Top Google Adwords Quality Score Misconceptions


As day 4 of our Google Adwords Quality Score series, I’ll be discussing the top misconceptions advertisers have about the quality score and how if effects your PPC account.

  1. The first misconception of the Google AdWords Quality Score is that using different match types improves your Quality Score. The fact is match types have no effect on your quality score. According to Google, two types of quality scores are used. One is used to calculate your minimum cost-per-click bids and the other is used to calculate your ad position. Apparently, neither is impacted by match type. Furthermore, if you do have multiple match types for the same keyword in your ad group, all three match types should have the exact same quality score. The quality score for determining your ad position depends on the relevance of your keywords and a user’s search query.  Your quality score is often higher if the search query and your keyword is an exact match. But this does not say that by having exact match on all your keywords will get you a higher quality score for ad position. I think the point here is if you’re obsessing over match types in your ad groups and how they may or may not affect your quality score, obsess no more. Move on and worry about a different aspect of the quality score!
  2. Misconception #2:  You can buy a good quality score.  Wrong!  There are so many factors involved in how Google determines your quality score, and simply bidding higher isn’t one of them. At a high level the Google AdWords Quality Score is based on the relevance of your keywords, ads, landing pages to the users search term. The more relevant you are, the better your quality score.  Don’t burn yourself by trying to bid higher on keywords just to see if it works.  You’ll end up blowing your budget on a huge misconception!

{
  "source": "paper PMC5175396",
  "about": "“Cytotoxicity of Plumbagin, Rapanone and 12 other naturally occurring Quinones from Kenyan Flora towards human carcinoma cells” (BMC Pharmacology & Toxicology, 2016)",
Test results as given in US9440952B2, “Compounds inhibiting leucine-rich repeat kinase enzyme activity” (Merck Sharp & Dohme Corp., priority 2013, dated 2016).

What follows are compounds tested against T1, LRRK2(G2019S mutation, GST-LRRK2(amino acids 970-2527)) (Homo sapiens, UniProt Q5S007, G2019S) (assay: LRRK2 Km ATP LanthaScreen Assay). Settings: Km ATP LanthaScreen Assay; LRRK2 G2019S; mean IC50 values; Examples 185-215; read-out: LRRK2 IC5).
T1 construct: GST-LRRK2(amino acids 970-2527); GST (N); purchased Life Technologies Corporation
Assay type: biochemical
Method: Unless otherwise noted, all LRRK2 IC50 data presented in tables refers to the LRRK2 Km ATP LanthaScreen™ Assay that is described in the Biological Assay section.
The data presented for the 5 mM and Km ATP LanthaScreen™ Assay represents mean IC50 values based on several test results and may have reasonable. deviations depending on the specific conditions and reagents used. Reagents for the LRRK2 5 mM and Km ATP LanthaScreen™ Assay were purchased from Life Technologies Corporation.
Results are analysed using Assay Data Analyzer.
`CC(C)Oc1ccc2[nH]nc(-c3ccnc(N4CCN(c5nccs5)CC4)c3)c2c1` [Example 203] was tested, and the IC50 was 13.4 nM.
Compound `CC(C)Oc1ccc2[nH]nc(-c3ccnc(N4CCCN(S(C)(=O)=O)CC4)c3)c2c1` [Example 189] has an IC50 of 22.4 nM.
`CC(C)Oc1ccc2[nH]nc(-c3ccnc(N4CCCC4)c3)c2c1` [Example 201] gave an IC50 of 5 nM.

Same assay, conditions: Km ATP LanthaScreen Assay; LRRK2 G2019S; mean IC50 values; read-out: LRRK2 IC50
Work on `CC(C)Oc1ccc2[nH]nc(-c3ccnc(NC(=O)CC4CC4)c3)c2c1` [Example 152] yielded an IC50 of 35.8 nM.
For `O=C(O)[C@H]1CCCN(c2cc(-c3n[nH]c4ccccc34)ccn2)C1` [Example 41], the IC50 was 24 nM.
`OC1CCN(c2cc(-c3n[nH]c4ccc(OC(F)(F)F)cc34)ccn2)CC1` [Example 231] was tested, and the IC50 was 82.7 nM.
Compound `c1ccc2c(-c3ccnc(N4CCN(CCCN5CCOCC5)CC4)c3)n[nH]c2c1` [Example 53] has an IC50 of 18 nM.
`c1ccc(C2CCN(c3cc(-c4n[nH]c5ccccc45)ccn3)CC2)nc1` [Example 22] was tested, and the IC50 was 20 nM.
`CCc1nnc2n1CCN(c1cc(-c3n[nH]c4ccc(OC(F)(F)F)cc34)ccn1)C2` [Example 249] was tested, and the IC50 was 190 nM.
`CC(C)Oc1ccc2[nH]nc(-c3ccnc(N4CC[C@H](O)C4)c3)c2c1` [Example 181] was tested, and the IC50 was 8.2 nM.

3. Misconception #3:  Quality score is affected if your ads are not running. This is also false. If you turn off or pause your account, then turn it back on at a later date, assuming you haven’t switched any of your keywords or ads around during that time, you’re quality score will not be affected.  The quality score is typically affected when you separate your better performing keywords from their ad texts. So just by turning off your account won’t screw up anything with your overall quality score once you turn your account back on.

Well, there you have it, three things that you no longer have to worry about or spend any more time on when it comes to the Google AdWords quality score.  If you have any other misconceptions I can add to the list I’d be glad to hear ‘em!